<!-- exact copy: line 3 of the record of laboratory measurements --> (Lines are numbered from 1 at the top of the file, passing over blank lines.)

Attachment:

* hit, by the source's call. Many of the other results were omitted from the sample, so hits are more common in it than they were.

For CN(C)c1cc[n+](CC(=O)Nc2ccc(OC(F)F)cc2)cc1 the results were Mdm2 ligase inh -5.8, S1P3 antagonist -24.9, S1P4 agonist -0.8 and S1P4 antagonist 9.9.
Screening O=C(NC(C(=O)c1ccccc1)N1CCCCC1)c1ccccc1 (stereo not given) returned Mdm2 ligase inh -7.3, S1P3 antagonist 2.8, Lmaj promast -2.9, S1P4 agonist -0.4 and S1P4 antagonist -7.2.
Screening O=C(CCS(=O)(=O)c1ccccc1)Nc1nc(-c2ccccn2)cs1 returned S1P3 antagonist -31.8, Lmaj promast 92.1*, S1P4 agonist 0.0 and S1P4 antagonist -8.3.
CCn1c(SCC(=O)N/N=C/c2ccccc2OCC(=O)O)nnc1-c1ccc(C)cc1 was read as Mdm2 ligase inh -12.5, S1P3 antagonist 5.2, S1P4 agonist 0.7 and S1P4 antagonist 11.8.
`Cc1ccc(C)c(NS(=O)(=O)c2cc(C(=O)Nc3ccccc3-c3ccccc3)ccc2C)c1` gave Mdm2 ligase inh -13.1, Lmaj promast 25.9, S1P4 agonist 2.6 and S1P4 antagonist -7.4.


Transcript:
Screening O=C(NC(C(=O)c1ccccc1)N1CCCCC1)c1ccccc1 (stereo not given) returned Mdm2 ligase inh -7.3, S1P3 antagonist 2.8, Lmaj promast -2.9, S1P4 agonist -0.4 and S1P4 antagonist -7.2.